Pitzer Students Address Free Speech on Campus
Free speech policies at the 5Cs are ambiguous and give too much arbitrary power to college officials, according to a student leader and national civil rights groups who gave the campuses a middling grade in ratings. Pitzer College Senate President Jonathan Rice PZ ’13 met with the Pitzer College Council two weeks ago to address these concerns regarding the free speech policies at Pitzer and the 5Cs as a whole.
Under California state law, private colleges and universities with no religious affiliation must give students full First Amendment rights, despite being privately owned and operated. Rice believes that the current policies at Pitzer and the other schools in the consortium are in conflict with this law.
“A lot of what I talk about is being proactive about policies that could be used by administrators to censor speech. And that’s what the idea is: A lot of the intentions behind speech codes are good,” Rice said. “But at the end of the day, this comes down to that they’re enforced by administrators, and enforced by real people.”
“What I worry about is when you have a really broad policy that 10, 20 years down the line, a different administrator can come in and read that and interpret it as, ‘I can use this to shut this student up,’” Rice added.
The Foundation for Individual Rights in Education (FIRE), an independent group that advocates for individual rights and free speech at colleges across the country, has given all 5Cs a “yellow” rating, meaning that each college has “at least one ambiguous policy that too easily encourages administrative abuse and arbitrary application,” according to the FIRE website.
This potentially open-ended wording in the schools’ speech policies is exactly what Rice is concerned about, specifically the language regarding bias-related incidents, policy concerning internet harassment, and the poster policy. The proposed changes would make clear that it is not Pitzer's intent to inhibit free speech and will specify that some bias-related incidents and offensive Internet speech are protected by the First Amendment. Faculty on the Council will form a committee before voting on whether to clarify what "offensive" speech entails.
“The policy doesn’t characterize what offensive means. It just says ‘offensive.’ What one administrator finds offensive could be very different from what a student finds offensive,” Rice said.
Rice is a member of the American Civil Liberties Union of the Claremont Colleges (ACLU-CC), and though Rice started the initiative to approach Pitzer's administration, he has also been working with Miles Lifson CM '13, who has been involved in past ACLU-CC efforts with regards to the policies of Claremont McKenna College (CMC).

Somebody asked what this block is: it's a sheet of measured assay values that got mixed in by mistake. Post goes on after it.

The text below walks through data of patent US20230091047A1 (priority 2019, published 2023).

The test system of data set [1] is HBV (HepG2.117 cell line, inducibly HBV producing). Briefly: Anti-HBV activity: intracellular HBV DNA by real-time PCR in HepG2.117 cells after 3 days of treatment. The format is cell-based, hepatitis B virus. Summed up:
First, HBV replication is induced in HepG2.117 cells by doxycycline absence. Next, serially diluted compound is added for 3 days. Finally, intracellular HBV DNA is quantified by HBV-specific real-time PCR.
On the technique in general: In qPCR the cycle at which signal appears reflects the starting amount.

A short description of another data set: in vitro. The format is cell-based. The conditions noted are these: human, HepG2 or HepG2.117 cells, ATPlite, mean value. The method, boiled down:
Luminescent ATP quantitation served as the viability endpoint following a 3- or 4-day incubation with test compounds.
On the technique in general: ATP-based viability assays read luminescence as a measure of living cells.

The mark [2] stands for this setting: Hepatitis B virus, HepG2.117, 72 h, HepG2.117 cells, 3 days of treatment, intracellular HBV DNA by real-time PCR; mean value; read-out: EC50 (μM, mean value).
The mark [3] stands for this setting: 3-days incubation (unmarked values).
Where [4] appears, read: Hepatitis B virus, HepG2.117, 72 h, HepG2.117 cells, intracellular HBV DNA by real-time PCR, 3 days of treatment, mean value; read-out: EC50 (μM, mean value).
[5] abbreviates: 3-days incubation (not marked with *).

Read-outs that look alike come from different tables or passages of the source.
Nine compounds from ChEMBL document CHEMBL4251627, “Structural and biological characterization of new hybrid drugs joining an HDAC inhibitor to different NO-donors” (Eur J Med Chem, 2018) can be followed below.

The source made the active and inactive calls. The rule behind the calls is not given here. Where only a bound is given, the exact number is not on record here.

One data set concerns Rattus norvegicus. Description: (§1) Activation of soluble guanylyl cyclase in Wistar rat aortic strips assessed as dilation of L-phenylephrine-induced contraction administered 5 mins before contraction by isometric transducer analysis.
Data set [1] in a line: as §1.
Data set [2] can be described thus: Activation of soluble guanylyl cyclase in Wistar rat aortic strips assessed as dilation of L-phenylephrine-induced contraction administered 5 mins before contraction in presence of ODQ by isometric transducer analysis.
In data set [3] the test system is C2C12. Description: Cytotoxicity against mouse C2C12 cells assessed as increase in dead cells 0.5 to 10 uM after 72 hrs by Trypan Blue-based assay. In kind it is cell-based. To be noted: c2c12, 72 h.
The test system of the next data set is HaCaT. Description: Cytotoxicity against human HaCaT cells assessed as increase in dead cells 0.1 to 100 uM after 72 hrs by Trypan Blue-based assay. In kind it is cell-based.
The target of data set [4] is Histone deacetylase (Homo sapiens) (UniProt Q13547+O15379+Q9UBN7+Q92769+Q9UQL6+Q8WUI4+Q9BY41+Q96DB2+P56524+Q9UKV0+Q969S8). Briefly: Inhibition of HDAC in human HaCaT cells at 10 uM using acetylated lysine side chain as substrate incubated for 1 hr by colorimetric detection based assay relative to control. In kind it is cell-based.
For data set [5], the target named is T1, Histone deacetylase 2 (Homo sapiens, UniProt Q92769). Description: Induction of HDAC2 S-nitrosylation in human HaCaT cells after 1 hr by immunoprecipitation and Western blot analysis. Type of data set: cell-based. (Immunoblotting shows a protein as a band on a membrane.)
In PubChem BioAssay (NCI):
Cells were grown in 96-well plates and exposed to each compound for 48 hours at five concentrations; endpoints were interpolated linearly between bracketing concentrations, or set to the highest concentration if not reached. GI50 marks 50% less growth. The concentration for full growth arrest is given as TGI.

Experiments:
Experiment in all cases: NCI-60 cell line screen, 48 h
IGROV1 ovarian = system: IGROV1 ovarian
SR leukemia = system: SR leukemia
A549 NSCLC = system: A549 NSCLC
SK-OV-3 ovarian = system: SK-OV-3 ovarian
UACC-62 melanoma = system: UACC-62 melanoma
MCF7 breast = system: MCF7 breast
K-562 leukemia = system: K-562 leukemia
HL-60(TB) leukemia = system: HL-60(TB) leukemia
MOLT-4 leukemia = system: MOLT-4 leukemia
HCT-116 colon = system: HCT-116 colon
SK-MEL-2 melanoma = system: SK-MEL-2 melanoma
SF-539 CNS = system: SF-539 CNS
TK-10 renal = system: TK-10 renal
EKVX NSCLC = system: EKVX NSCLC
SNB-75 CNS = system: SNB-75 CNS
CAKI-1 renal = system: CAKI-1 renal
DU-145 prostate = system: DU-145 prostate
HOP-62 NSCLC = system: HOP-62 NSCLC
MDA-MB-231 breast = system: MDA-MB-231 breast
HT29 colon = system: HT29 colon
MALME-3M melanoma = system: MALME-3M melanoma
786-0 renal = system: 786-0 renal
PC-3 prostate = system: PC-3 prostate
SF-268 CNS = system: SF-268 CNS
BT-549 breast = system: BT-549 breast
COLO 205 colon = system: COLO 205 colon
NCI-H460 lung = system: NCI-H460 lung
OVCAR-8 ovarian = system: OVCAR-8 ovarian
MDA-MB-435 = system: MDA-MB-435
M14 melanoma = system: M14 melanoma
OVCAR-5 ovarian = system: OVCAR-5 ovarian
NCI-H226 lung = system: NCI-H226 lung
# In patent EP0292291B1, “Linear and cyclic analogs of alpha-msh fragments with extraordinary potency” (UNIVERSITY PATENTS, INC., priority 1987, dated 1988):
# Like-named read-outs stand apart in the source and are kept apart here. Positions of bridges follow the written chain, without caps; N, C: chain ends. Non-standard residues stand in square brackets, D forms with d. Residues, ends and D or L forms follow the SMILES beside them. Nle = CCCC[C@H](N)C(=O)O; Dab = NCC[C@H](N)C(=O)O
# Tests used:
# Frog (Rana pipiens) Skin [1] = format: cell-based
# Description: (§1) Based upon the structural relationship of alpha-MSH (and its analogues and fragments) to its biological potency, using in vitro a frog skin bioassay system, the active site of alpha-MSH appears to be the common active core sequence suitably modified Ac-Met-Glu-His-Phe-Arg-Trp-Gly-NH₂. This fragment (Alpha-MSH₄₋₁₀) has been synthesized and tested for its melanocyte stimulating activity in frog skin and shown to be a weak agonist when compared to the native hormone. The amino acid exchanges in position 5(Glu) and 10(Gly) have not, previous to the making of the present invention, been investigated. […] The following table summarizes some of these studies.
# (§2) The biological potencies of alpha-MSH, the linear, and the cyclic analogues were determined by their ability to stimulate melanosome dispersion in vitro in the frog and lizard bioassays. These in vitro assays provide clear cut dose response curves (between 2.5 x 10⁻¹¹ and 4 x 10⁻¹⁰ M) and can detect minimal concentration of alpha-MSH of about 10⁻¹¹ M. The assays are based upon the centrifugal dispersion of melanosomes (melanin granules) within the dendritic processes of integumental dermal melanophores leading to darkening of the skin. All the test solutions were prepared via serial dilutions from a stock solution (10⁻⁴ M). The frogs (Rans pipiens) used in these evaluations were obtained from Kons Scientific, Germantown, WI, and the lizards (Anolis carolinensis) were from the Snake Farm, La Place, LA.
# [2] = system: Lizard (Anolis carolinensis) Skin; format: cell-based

“I was involved in the ACLU-CC's effort to bring Greg Lukianoff, the President of the Foundation for Individual Rights in Education (FIRE), to speak at CMC's Athenaeum. At the time CMC was rated a red-light by FIRE for having ‘at least one policy that both clearly and substantially restricts freedom of speech,’” Lifson wrote in an e-mail to TSL. “Shortly after Lukianoff's visit, CMC revised its policies and moved to the yellow-light category, putting it on par with the rest of the Claremont Colleges.”
The 5Cs have a unified code that concerns how the larger student community will be informed of bias-related incidents, which are defined as “expressions of hostility against another person (or group) because of that person's (or group's) race, color, religion, ancestry, age, national origin, disability, gender or sexual orientation, or because the perpetrator perceives that the other person (or group) has one or more of those characteristics.”
The code explicitly indicates that bias-related incidents are those deemed in violation of a college's disciplinary codes and not protected by the First Amendment. However, consortium policy makes the distinction that not all bias-related incidents will necessarily be determined to be of a criminal nature.
Miriam Feldblum, Vice President for Student Affairs and Dean of Students at Pomona College, stressed that the bias-related incident policy only applies in specific incidents.
“A couple years ago, students from another college wrote what Pomona students thought were nasty things, offensive things, on Walker Wall about Pomona College students. Someone asked, ‘Isn’t this a bias-related incident?’” Feldblum said. “But no, because the category of Pomona College student is not a protected category.”
Feldblum also stressed that for an incident to be classified as bias-related, it goes through a process involving an incident response team, which, according to the Pomona Student Handbook, “is composed of the Dean of Students, one or two staff members in Student Affairs, one or two members of the faculty, and a student representative chosen from the campus community.”
The 5Cs have slightly differing policies on student-designed campus postings, but each has some restrictions on what can be posted. Pomona, CMC, and Scripps College ban references to alcohol and illegal drugs on campus-wide postings. Additionally, each of the colleges reserves the right to screen campus postings for offensive content, either by review or removal.
The Pitzer Student Handbook states, “The Office of Student Affairs reserves the right to limit or stop distribution of publicity deemed offensive.”
As of yet, no institute of higher education in California has earned FIRE’s “green” rating, which signifies that the college has no policies that could be used to curb its students’ speech.